Council called for Griswold to alert the U.S. administration to the church’s concerns for its largest diocese and to urge “immediate action to support an enhanced multinational peacekeeping force.” Council’s resolution also calls for “temporary protected status” for U.S.-based Haitians in danger of deportation.
The intensifying crisis in the Darfur region of Sudan prompted council to call for international intervention. Council’s resolution urged a mandate “to enforce the ceasefire [and] facilitate a stable environment in which a meaningful peace process can move forward.”
The Rev. Brian Grieves, the church’s peace and justice officer, called the situation grave. “Four hundred thousand have perished, and the number is rising all the time. Two million are displaced. Our president and Congress have termed this genocide.”
“The crisis exceeded that of Rwanda,” said Richard Parkins, director of Episcopal Migration Ministries. “Are we going to stand by and let what happened in Rwanda happen again?”
Urgency and hope
During a plenary session devoted to the 20/20 movement, council heard sobering data about membership decline and hopeful recommendations for reversing losses. “Average Sunday attendance began to decline in 2002,” reported the Rev. Charles Fulton, director of congregational development at the church center. “For about 10 years we had been stable … that decline continued, in fact doubled, in 2003.” The decline in Sunday attendance was 23,000, or 2.8 percent, in 2003, according to Fulton.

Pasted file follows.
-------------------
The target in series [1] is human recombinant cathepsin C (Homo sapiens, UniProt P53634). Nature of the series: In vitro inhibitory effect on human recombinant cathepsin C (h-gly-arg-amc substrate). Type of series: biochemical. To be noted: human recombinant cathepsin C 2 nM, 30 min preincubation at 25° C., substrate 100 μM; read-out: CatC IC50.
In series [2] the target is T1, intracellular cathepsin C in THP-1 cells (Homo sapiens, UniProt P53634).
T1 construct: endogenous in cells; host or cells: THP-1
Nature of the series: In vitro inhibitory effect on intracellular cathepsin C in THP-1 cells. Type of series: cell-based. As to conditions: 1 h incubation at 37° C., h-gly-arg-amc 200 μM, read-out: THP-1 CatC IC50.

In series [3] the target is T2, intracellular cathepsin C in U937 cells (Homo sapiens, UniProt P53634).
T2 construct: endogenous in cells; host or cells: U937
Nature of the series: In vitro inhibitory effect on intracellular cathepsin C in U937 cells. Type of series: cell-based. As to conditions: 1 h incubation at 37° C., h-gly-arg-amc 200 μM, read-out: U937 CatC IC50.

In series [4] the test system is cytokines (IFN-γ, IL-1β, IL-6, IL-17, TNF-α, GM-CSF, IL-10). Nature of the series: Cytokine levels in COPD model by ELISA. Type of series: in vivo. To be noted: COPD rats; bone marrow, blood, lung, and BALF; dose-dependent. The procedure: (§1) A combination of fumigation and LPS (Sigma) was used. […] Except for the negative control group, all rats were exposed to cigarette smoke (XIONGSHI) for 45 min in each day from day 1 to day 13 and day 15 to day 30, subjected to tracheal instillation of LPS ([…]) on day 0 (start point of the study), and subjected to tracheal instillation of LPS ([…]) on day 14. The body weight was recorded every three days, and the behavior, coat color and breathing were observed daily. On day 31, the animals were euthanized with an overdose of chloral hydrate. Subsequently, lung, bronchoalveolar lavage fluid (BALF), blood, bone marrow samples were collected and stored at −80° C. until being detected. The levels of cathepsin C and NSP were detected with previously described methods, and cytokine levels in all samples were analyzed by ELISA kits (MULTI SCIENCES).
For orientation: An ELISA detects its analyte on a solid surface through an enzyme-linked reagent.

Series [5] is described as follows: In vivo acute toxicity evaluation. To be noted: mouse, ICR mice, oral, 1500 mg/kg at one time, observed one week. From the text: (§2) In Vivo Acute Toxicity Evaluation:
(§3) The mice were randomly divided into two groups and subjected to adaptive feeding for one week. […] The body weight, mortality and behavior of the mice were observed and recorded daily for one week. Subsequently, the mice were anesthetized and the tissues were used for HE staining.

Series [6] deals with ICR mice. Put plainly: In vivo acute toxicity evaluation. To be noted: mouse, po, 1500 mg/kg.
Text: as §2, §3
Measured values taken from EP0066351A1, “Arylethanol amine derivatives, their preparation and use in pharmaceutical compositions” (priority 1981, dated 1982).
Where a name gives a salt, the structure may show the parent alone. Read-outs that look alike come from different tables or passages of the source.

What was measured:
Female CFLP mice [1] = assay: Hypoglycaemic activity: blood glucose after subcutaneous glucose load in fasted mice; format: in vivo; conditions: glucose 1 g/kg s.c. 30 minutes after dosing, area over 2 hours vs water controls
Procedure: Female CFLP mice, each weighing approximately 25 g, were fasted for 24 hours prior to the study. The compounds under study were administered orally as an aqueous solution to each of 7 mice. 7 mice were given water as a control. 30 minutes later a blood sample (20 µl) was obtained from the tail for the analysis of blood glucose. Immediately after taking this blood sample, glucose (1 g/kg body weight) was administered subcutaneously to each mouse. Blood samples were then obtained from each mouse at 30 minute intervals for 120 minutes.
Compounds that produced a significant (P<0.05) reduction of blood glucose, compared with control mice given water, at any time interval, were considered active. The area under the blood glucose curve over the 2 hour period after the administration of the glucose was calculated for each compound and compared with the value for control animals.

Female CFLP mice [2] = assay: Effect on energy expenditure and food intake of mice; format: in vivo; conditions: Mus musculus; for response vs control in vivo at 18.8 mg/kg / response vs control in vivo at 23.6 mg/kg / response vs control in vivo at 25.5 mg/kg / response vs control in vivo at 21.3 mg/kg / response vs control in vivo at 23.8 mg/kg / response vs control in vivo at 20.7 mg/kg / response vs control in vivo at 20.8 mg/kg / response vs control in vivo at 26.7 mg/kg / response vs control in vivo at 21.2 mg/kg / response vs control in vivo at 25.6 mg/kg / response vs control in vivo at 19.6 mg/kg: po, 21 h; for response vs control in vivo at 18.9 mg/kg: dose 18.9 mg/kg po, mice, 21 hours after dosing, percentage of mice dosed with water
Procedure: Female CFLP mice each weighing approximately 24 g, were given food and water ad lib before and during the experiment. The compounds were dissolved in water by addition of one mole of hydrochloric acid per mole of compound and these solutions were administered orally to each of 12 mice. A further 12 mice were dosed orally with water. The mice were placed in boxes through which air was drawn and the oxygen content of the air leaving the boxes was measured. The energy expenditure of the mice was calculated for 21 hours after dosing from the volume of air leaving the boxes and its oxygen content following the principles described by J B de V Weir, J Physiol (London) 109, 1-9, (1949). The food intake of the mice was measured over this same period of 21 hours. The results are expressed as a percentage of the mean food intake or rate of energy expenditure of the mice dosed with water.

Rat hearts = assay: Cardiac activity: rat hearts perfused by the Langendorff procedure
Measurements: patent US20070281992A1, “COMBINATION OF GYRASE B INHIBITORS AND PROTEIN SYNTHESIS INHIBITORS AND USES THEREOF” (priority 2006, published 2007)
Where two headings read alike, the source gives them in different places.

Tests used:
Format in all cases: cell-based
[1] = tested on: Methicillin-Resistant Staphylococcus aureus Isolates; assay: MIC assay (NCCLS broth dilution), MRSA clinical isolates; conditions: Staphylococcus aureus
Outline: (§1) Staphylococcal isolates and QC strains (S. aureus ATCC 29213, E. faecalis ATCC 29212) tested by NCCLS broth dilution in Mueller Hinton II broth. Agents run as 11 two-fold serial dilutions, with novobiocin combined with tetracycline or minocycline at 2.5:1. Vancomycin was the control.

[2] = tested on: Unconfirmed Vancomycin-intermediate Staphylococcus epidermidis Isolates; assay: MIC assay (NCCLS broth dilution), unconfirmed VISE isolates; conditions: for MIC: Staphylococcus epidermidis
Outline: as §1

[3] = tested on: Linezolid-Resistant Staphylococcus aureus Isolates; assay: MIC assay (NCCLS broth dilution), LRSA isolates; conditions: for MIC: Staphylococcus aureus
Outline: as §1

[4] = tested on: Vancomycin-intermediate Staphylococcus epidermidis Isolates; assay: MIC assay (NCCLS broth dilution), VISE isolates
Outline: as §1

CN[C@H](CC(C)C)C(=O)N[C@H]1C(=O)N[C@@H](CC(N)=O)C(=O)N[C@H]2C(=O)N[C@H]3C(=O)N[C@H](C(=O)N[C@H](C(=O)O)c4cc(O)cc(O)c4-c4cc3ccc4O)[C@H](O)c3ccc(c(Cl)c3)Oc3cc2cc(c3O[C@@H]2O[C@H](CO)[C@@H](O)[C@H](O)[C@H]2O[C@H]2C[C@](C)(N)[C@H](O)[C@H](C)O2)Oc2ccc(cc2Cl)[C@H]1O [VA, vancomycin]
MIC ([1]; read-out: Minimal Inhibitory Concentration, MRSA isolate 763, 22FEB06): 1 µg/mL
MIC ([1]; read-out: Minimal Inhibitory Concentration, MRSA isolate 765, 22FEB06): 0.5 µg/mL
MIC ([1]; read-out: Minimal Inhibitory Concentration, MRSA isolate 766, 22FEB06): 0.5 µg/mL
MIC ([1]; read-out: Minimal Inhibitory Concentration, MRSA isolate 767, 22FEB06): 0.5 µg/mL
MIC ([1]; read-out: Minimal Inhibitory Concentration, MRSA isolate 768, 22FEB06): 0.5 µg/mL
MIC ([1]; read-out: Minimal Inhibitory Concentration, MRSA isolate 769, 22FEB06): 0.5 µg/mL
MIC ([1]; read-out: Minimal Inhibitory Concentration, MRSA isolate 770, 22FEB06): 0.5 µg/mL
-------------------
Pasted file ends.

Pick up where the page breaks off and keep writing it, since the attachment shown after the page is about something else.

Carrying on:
“It is systemic decline,” said Fulton, “not traumatic decline.” In other words, it’s not related to a single event or action or reaction, he explained. “I don’t think anyone can deny that the actions of [the 2003] General Convention contributed, but so did probably 1,000 other actions.”
Fulton said traumatic decline actually would be easier to deal with. Systemic decline “is much more complicated,” he said. “You’ve got to do something to reverse it. It won’t get there on its own … won’t wear itself out … Time will not be our friend here. There is a tendency to deny and blame, and then there is a tendency to under react.”